When the Dust Settles in Arabia


When the Dust Settles in Arabia

March 18, 2011
Juraj Mesík
By Juraj Mesík

Just a few years ago, the Libyan (ex?) leader Gaddafi addressed a group of European women in a tent erected symbolically in Rome about how Islam would conquer Europe within one generation. His recipe was simple and wonderfully imaginative; through population growth in the spirit of the biblical “make love and multiply”, humble and fertile Islamic women would “out-produce” the spoiled and infertile women of the West. As the Europeans disappeared, their lebensraum would be occupied by a growing population of immigrants from the Islamic world.

Gaddafi was not the only one captivated by this vision, however. Perhaps it was not even his idea – he could have easily borrowed it from frustrated jihadists. Their vision of an Islamic Europe certainly did not go unnoticed, finding fertile ground not only in parts of Islamic world, but also in the minds of American evangelical Christians and European xenophobes. Some of them coined the fearsome expression “Eurabia” and flooded the internet with images of a European future as envisioned by Gaddafi et al. In the video Immigration - The world is changing, snappy music and a mesmerising voice attempt to spread fear in the hearts of impressionable Europeans. Enjoy a horror film about the collapse of western “culture” in the form of a semi-literate product made in some Republican corner of the United States!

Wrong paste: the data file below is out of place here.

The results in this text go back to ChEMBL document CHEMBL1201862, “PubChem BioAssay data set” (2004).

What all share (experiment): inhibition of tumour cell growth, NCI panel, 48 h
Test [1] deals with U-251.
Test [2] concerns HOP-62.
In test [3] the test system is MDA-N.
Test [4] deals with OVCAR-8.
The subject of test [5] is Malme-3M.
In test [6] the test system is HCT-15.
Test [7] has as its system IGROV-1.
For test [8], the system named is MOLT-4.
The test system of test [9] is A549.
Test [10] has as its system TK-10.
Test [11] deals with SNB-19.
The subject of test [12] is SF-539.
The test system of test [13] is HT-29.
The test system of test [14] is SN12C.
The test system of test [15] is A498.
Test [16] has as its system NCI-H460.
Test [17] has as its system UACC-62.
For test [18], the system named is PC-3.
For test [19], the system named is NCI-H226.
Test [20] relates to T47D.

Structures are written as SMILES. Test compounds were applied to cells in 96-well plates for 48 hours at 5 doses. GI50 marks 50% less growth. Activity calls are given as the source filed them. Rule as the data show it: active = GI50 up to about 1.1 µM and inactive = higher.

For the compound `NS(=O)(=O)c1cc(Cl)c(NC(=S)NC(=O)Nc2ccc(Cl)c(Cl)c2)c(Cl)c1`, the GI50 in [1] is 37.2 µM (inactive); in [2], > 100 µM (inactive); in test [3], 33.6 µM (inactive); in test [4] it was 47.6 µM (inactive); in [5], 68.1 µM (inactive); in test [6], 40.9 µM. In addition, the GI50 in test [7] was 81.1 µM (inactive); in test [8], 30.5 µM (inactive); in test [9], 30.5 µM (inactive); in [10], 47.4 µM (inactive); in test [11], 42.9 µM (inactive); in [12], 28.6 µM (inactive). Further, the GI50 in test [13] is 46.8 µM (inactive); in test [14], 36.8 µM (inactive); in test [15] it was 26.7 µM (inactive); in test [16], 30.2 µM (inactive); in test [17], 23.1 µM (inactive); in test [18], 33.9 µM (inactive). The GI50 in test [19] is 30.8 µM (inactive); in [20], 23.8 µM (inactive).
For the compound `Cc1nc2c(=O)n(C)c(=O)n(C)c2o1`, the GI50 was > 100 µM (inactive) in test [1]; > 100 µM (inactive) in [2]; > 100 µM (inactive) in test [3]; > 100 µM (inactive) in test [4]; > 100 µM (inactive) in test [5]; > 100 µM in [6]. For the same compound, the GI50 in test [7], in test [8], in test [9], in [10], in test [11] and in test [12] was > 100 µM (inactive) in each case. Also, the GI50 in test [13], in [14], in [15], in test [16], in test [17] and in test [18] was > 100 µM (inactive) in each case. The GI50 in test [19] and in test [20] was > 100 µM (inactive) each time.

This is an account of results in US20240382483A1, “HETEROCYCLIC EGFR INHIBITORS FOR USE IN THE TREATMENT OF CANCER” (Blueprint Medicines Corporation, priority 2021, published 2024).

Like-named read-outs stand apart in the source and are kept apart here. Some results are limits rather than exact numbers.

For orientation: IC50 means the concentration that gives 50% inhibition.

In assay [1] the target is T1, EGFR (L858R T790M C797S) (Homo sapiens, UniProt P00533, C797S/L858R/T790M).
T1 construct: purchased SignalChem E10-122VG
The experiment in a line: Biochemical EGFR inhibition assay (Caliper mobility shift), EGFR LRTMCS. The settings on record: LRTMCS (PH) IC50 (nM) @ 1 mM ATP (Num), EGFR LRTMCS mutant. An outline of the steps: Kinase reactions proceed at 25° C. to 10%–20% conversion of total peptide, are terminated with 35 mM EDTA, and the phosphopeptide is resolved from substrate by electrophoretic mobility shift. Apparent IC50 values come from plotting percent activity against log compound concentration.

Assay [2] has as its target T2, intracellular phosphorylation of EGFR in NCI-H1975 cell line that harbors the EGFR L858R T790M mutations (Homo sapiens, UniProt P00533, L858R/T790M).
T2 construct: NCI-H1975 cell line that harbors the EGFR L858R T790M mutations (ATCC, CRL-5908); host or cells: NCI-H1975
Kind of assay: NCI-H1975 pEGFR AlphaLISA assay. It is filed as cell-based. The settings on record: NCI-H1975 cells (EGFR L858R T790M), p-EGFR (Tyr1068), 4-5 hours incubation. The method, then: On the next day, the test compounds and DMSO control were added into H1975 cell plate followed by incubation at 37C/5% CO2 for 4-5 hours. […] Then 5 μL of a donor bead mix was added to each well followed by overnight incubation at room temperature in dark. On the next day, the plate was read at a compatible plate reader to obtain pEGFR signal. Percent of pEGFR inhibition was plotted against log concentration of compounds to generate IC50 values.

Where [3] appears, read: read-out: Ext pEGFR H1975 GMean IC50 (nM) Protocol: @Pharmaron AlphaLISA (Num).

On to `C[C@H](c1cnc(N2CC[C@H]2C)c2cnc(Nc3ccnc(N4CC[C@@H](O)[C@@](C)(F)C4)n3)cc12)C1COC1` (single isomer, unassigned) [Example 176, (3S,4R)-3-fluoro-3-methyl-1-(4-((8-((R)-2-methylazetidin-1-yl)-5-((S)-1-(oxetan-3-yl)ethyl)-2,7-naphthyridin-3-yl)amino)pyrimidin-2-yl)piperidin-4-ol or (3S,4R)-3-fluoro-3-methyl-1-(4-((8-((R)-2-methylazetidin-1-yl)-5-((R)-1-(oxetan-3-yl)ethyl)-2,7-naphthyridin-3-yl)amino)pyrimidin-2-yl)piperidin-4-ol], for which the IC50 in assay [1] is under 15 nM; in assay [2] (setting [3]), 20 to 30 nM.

The apocalyptic vision of a Europe dominated by minarets and governed by Sharia law is partly based on the extremely high population growth in the Middle East and North Africa (MENA) region. In 1950, there were only 44 million people (slightly more than the current population of Poland) living in all of North Africa, and only just over 8 million on the Arabian Peninsula. Current figures are dramatically different: 157 million people – 3.6 times more – were living in North Africa in 2007. The population increase in the Arabian Peninsula was even higher, rising seven-fold to 58 million.

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